"Keep a Tranquil Mind"

(Horace Odes II.3)

translated by Peter Saint-Andre

Remember in difficult times to
Keep a tranquil mind, and in good times
To keep from becoming overjoyed,
My Dellius who is yet to die,

Whether you live always in sadness
Or on festal days in far-off field
Reclining you take delight in a
Famed vintage of Falernian wine.

Why do the tall pine and white poplar
Love to unite their foliage in
Inviting shade? Why does the rushing
Water press on through its winding banks?

Bring wines and perfumes and the too-brief
Flower that blooms on the lovely rose
While good fortune and our youth allow,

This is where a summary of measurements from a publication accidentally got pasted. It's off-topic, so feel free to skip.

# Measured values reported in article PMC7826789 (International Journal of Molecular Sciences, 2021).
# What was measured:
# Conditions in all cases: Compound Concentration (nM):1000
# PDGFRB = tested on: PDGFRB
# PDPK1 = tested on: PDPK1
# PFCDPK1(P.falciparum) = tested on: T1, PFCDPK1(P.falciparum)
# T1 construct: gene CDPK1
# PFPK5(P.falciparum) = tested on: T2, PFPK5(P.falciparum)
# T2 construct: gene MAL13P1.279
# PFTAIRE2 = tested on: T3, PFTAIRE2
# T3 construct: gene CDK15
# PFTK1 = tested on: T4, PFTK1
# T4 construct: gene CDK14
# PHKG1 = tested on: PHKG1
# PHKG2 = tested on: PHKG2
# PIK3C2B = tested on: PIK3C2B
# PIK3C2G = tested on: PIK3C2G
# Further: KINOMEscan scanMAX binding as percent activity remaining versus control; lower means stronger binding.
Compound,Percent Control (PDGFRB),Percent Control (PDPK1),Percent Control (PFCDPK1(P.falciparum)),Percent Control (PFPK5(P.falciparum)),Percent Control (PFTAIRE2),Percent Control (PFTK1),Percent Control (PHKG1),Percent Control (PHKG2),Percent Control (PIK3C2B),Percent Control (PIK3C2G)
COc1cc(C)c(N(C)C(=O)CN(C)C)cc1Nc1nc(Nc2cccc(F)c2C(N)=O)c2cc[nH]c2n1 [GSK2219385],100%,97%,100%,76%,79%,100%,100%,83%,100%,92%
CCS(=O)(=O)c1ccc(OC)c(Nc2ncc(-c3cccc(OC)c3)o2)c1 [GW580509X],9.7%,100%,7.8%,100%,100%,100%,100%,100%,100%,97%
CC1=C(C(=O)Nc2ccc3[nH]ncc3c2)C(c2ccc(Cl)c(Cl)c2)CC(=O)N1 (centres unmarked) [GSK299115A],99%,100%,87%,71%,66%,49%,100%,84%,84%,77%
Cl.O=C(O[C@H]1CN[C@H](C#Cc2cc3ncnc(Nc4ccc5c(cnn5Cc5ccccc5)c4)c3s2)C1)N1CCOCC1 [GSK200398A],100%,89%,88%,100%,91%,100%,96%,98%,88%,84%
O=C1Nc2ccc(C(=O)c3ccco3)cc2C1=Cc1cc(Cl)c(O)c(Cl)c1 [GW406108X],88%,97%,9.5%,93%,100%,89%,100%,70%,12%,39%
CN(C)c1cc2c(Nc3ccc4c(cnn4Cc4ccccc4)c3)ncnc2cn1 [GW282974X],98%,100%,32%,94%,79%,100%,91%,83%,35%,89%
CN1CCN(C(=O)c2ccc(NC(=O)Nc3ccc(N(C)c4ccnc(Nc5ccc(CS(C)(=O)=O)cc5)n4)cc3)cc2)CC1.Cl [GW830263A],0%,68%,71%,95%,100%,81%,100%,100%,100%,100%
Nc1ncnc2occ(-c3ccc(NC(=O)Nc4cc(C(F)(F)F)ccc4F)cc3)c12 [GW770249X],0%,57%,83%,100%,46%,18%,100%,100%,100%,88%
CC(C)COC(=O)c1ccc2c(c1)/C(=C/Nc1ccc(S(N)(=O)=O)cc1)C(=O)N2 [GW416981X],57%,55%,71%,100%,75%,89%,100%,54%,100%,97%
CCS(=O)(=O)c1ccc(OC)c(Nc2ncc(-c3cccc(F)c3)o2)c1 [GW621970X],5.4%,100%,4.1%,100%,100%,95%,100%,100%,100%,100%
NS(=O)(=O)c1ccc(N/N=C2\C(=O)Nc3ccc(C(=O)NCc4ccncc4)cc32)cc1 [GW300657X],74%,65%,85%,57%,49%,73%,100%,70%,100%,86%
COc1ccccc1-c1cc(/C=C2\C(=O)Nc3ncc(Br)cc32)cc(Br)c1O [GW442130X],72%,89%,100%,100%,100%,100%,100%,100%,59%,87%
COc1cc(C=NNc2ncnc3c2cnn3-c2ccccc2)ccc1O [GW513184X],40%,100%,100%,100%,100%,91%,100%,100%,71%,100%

And the dark threads of the three Sisters.

You'll leave your boughten lands and your house
In the country, washed by the Tiber —
You'll leave them, and some heir will acquire
The wealth you piled high. And whether

You're rich and of ancient lineage
Or you're poor and sleep beneath the stars,
In the end it makes no difference: for
Pitiless Orcus will have your soul.

We are all gathered to the same place:
The lot of all is turned in the urn
Of Fate, who will come forth and place us
In the skiff, for eternal exile.


Peter Saint-Andre > Writings > Ancient Fire